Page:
• Clock is ticking on workers who are ‘too busy to have fun’

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    Brits are facing ‘time poverty’ as half of workers admit there aren’t enough hours in the day, according to a new study. Findings by Kelly’s of Cornwall reveal that too many are eating their dinner as late as 10pm and bringing work home with them without a chance to adequately switch off and relax in the evening.

    In a campaign called the Art of Attes, Kelly’s of Cornwall is looking into how many Brits neglect ‘Attes’ – the Cornish word for being relaxed and unburdened. Believing the country is facing a wave of time poverty, the study showed that three quarters of employees consider themselves too busy to have fun, while 40% admitted they spend most of their time out of the office either working or doing housework.

    To get everything done with time to relax, the average adult wished they had around three extra hours in their day, while almost one in 10 even said they couldn’t remember the last time they had a relaxing evening in to unwind. With concerns that nearly 90% think life is too serious for them, the nation’s wellbeing is at risk, and workers are being urged to make the time to breathe.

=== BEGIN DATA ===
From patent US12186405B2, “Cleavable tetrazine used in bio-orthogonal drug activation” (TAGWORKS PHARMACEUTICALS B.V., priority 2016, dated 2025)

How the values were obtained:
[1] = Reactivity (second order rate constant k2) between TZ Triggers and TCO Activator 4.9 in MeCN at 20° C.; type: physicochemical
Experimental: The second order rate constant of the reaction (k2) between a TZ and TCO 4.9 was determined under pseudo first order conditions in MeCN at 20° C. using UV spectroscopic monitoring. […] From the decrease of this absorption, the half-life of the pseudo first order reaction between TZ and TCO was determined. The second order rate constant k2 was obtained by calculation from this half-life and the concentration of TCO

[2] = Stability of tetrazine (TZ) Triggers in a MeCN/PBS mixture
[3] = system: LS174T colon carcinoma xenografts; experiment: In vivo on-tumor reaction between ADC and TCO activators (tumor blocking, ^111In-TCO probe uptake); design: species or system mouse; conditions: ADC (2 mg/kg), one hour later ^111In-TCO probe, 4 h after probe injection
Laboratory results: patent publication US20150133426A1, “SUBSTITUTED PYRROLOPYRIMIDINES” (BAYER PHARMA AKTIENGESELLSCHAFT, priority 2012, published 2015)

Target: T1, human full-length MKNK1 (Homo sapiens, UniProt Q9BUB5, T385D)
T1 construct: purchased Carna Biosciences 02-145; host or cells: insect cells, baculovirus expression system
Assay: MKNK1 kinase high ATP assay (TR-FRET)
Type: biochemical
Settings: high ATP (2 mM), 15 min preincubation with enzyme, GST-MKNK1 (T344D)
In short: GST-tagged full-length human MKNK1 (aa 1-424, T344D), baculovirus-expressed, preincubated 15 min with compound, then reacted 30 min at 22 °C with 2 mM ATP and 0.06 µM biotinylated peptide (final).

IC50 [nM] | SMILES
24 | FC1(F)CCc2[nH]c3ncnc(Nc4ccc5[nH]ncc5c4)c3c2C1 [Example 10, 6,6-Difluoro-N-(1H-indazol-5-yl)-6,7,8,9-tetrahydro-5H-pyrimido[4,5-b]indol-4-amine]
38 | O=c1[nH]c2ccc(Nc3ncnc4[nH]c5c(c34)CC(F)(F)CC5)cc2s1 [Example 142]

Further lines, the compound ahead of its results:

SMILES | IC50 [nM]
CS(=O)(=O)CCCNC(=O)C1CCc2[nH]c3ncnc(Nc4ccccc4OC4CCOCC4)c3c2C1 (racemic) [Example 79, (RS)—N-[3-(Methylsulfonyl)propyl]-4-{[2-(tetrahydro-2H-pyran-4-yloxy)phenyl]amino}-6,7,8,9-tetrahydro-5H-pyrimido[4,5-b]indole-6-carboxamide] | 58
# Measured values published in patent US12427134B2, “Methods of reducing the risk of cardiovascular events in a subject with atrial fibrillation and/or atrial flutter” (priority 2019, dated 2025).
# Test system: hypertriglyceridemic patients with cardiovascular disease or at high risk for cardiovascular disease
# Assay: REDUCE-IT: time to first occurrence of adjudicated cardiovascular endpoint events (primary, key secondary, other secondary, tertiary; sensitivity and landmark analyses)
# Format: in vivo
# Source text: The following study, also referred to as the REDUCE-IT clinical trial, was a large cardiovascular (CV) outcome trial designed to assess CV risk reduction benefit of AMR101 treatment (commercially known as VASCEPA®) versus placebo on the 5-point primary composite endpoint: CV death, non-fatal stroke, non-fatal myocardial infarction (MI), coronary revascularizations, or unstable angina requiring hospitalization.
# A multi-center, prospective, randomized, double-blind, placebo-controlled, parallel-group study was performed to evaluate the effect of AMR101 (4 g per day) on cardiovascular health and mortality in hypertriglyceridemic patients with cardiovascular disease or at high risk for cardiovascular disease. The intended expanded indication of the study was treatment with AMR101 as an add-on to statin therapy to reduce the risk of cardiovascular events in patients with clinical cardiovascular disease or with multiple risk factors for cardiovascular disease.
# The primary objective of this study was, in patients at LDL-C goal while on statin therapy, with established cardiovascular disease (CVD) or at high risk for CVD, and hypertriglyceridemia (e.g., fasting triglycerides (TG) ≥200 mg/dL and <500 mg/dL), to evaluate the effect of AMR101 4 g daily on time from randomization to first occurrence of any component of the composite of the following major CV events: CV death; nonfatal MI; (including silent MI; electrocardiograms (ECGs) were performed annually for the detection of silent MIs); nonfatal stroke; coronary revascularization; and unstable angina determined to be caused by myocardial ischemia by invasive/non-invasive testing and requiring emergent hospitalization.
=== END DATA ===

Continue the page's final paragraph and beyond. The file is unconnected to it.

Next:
“A little playtime is essential for us all, whatever our age,” said psychologist and life coach Honey Langcaster-James. “It can be really beneficial for you to adopt a slower, less-hurried approach to the tasks you face, both at work and in your leisure time.”

    Encouraging the public to take time out of their day to reflect and enjoy life a little more, Kelly’s of Cornwall has even encouraged time poor workers to grow a beard to cut out the time they’d spend shaving.

    “It’s often expressed that the pace of life in Cornwall is slower and more laid-back than elsewhere, and we have a word here – Attes,” explained Charlotte Hambling from Kelly’s of Cornwall Ice Cream. “Sometimes it’s OK to not take life quite so seriously. We say, grab an ice cream, kick back and geddon!”


    Toby Cruse

    Junior Content Writer

    All stories by: Toby Cruse